25. Hypovolemic hypernatremia Diabetes insipidus Sxs: Polyuria / Polydipsia / Low urine osm Central Tumor / Granuloma / Trauma / Surgery Nephrogenic Severe hypokalemia / hypercalcemia / CKD / Drugs (lithium / demeclocycline / amphotericin)

  26. Hypovolemic hypernatremia DI Differentiation of central and nephrogenic Trial of water deprivation Failure to concentrate urine confirms DI Subsequently given arginine vasopressin Central DI (urine concentration increases) Nephrogenic DI (no increase)

  27. Hypovolemic hypernatremia DI Treatment Central Vasopressin 5-10 mcg intranasally per day / bid Nephrogenic Correction of underlying cause if possible Thiazide diuretic / salt restriction can help

  28. Hypokalemia Normal K level: 3.5 – 5.0 MEq/L Clinical manifestations Fatigue Cramps Constipation Weakness / Paralysis Parasthesias Arrhythmias

  29. Hypokalemia EKG abnormalites Flattened T waves ST depressions Prominent U waves

  30. EKG Changes in Hypokalemia

  31. Hypokalemia Causes GI losses Renal losses Acid-base shifts

  32. Hypokalemia Treatment Oral therapy Mild hypokalemia Ability to tolerate oral replacement Increase dietary intake Potatoes / Bananas KCl preparations Can be used in range 8 – 20 mEq/L Monitor K level and adjust dose as needed Correct cause

  33. Hypokalemia Treatment IV repletion Severe hypokalemia Inability to tolerate oral repletion Max Concentration: 60 mEq / liter Rate: 10 mEq / hr Monitor response and decrease concentration or rate as appropriate.

  34. Hyperkalemia Potassium Normal 3.5 – 5.0 Elevated potassium level should be evaluated as to the following: What is the cause? Is the cause an acute or chronic issue? Are there accompanying EKG changes?

  35. Hyperkalemia Symptoms Usually asymptomatic Muscle weakness / paralysis EKG abnormalities Peaked T waves ST depression 1st degree AVB QRS widening “Sine wave sign”

  36. Hyperkalemia EKG changes

  37. Hyperkalemia Think about the cause 1. Too much total potassium Renal disease Intake increased (rare outside of renal disease) 2. Shift of potassium from intracellular space to extracellular space DKA

  38. Hyperkalemia Does the potassium level make sense in the patient? Pseudohyperkalemia

  39. Hyperkalemia When do we treat Patient assessment Cause Chronicity Degree of potassium elevation <6.0 Does not need acute invasive tx >6.0- 6.5 Kayexalate +/- other modalities >6.5 Consider more acute modalities

  40. Hyperkalemia Treatment options Calcium gluconate Regular insulin Albuterol nebulizer treatment NaHCO3 Kayexalate Dialysis

  41. Hyperkalemia Calcium gluconate IV formulation is 1000 mg / 10 ml (10% soln) Dose: Action: Stabilization of cardiac cells. Does not lower potassium. Used for hyperkalemia with EKG changes. If EKG changes do not immediately resolve, dose can be repeated in 5 minutes.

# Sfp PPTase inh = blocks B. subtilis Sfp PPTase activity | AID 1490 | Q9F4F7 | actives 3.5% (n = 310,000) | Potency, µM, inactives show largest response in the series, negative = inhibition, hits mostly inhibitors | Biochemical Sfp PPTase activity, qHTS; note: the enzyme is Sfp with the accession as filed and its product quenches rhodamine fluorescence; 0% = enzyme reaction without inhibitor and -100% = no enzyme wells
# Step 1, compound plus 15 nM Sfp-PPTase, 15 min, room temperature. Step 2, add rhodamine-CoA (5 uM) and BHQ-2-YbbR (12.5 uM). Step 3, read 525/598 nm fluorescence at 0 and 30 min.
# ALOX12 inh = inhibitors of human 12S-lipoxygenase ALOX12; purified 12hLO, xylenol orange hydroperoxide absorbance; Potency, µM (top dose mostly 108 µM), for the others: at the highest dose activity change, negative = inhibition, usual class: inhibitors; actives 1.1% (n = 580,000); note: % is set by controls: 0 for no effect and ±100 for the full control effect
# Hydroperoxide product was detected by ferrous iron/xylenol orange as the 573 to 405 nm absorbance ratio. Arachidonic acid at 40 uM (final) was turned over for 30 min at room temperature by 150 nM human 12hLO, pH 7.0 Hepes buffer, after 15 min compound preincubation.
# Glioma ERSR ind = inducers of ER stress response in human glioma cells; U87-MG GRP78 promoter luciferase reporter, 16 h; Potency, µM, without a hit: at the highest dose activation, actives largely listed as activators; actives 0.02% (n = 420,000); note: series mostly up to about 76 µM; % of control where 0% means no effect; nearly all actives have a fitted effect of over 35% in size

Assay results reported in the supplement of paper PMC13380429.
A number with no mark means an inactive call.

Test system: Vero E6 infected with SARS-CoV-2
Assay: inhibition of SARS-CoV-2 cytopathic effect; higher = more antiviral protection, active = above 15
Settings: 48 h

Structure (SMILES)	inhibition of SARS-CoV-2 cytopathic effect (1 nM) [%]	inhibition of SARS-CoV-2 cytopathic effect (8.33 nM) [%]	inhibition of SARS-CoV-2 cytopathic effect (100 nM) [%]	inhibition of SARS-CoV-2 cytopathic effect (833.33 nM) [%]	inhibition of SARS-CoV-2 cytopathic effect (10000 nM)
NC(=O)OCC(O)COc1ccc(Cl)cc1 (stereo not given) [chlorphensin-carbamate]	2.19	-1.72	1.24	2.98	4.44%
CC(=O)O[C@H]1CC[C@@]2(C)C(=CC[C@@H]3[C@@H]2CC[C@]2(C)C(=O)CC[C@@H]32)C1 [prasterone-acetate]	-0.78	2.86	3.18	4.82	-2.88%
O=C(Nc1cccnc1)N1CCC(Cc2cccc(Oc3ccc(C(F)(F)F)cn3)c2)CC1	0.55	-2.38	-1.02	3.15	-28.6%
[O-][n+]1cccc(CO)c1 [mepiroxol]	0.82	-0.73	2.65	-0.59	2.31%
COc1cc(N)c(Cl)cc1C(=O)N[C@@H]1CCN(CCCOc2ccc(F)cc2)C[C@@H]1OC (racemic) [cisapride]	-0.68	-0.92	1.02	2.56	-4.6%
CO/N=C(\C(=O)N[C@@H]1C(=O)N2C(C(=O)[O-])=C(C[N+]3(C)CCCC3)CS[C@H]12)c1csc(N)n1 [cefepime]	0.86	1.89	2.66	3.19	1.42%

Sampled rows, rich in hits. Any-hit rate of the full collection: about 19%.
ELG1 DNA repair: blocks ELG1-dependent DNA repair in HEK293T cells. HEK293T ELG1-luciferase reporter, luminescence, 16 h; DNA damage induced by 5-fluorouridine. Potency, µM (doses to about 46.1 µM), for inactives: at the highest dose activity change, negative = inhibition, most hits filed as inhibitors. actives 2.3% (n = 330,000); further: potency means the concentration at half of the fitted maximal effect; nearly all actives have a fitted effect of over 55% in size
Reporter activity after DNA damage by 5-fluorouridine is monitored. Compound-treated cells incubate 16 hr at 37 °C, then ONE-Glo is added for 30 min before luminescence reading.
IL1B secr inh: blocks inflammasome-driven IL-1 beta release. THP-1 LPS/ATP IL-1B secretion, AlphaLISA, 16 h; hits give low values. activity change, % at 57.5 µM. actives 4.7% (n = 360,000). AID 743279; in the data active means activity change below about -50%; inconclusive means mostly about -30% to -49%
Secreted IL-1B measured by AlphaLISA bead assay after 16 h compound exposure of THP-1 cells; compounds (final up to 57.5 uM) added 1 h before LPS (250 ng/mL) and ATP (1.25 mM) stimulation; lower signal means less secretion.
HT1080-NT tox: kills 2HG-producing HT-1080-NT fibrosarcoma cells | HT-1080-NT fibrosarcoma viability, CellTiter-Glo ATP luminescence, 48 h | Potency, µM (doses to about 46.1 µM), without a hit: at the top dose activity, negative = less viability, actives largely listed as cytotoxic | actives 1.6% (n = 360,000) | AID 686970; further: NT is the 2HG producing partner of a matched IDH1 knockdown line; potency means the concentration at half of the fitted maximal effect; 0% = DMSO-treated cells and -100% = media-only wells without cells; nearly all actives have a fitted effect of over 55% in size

42. Hyperkalemia Calcium gluconate Precautions Do not infuse with bicarbonate (precipitation of calcium carbonate) Do not use routinely with digitalis as hypercalcemia can augment digitalis toxicity. Limit use to patients with widened QRS.

  43. Hyperkalemia Beta agonist Albuterol nebulizer treatment 2-4 ml of 0.5% soln (10-20 mg dose) Note a usual nebulizer tx for RAD is 2.5 mg Peak effect in 90 minutes

  44. Hyperkalemia Insulin Regular insulin 10 units IV plus one D50 Amp over 5 minutes. This will give patient 25 grams of glucose. Follow this with a D 5 containing IV maintenance fluid for several hours. Effect within 15 minutes. Peak effect 60 min. Duration 3-4 hours.

  45. Hyperkalemia NaHCO3 1 Amp (44.6 meq) IV over 5 minutes. Onset: 30 minutes Duration: 60-120 minutes

  46. Hyperkalemia Kayexalate (Na – K exchange resin) PO dosing: 15 -30 gram Can be used as a dry powder Can be mixed with 60-120 ml of a 20% sorbitol soln to avoid constipation PR dosing: 50 grams Mix with 50 ml of 70% sorbitol and 100 ml tap H20 Retain in rectum x 30 minutes minimum but ideally 2+ hours

  47. Hypocalcemia Normal Calcium: 8.9 – 10.3 mg/dl Calcium 40% bound to albumin 15% bound to other serum anions 45% is ionized in serum

  48. Hypocalcemia Correct for low albumin 0.8 mg / dl drop in Calcium for every 1 g / dl drop in Albumin Corr Ca = Meas Ca + (0.8 * (4.5 – Meas Alb))

  49. Hypocalcemia Clinical signs of low calcium: Tetany / Carpopedal spasm Trousseau’s sign Chvostek’s sign Lethargy / confusion Seizures Heart failure

  50. Hypocalcemia Treatment of symptomatic cases Calcium gluconate (10% soln) which contains 100 mg elem calcium / 10 ml. 1. Give two ampules IV over 10 minutes then 2. Add six ampules to 500 ml D5W and infuse at 1 mg / kg / hr